Manitoba 4-H youth participated in an exchange with the local club. In front of the Confederation Bridge, from left to right: Lauren Shears, Margaret Black, Maddy Kilburn and Madison Teichroeb. Photo by Donald Black, local 4-H youth.
©Donald Black photo
AMHERST - A Manitoba and Nova Scotia 4-H summer exchange just finished, sure to leave lasting memories for 4-H youth.
The visiting group consists of 12 youth ages 12 to 16 and two chaperones from Neepawa, Gladstone and Langruth, Man. The Manitobans were paired up with participants from the local Double D club in Cumberland County, who first visited them in Manitoba from June 28 to July 8.
Arriving July 24, the groups went to a wide range of places, such as Hopewell Rocks, Magic Mountain, Prince Edward Island and Halifax. Locally, they spent some time at the beach, toured a farm and Maritime Pride Eggs. They also did service painting at the CFTA radio station and got the chance to speak on air.
For many, it was their first time to the Maritimes and for some their first time on a plane.
“A huge highlight for the kids was swimming in the ocean,” said Shelley Beaumont, one of the trip leaders from Manitoba. “Our week could be summed up with the tides. We were rafting the tides, we saw the Bay of Fundy on the New Brunswick side, on the Nova Scotia side.”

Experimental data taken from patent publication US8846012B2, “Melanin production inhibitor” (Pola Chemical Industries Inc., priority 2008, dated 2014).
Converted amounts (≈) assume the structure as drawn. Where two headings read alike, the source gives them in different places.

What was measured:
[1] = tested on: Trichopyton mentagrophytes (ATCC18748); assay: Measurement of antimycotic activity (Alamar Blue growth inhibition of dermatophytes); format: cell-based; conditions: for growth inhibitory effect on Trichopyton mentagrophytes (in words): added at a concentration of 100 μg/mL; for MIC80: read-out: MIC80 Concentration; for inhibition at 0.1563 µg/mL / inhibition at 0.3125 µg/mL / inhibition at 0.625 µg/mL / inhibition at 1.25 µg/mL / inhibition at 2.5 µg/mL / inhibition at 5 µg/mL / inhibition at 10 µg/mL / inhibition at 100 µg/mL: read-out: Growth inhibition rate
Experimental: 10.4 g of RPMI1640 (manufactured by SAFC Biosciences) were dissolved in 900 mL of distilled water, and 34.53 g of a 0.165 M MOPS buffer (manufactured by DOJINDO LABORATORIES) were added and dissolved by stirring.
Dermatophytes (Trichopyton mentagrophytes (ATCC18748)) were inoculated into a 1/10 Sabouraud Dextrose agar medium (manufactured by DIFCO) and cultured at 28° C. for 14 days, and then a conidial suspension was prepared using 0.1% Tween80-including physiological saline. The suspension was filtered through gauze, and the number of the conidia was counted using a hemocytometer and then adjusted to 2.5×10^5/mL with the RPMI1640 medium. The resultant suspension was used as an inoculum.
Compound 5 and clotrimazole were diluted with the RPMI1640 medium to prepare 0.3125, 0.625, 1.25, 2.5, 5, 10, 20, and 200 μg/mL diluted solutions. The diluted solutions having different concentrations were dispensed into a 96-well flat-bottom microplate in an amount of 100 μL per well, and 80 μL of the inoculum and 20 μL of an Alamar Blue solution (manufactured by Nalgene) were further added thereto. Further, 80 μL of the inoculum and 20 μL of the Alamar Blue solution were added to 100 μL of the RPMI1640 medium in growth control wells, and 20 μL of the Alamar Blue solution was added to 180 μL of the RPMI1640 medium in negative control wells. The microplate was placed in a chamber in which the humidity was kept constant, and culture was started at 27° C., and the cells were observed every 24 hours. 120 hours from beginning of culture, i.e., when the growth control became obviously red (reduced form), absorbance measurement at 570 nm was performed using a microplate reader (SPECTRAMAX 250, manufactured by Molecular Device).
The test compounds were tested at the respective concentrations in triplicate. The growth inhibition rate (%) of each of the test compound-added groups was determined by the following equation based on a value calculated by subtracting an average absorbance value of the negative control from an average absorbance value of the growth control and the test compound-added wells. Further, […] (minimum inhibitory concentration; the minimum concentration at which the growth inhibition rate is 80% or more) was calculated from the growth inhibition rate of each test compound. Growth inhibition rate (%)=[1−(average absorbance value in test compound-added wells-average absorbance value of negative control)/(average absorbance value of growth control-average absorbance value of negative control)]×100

Participants and leaders completed an application process to be able to conduct the exchange. Once the participants were finalized, the pairs communicated by social media and telephone to get to know each other.
The youth were also trying many new things for the first time. Some tried clams and found that they liked seafood. Others, who are part of a life skills based club and had never handled animals before, got to do so for achievement day.
“All the kids had to handle a duck, a chicken, a horse, a rabbit, and they had to show all the animals,” said Beaumont. “I think for some of my kids that was huge.”
Brooklyn Hibbert, a local 4-H youth, recalled with her friends the previous trip in Manitoba.
“My favourite part of when we were there was the escape room,” said Hibbert. “It really made us think. I almost ruined some friendships – there was pushing!”
Some of the local 4-H fundraisers included serving at Masonic Hall, a barbecue and a garbage clean-up, with additional money from grants.
The groups finished with a breakfast Wednesday morning at Masonic Lodge, with the Manitobans flying back home later that day.
“I want to come back,” said Claire Beaumont, a youth from Manitoba. “Even though 10 days doesn’t sound that long, it’s a lot that we did.”
A huge highlight for the kids was swimming in the ocean. Our week could be summed up with the tides. We were rafting the tides, we saw the Bay of Fundy on the New Brunswick side, on the Nova Scotia side.
Shelley Beaumont, Manitoba 4-H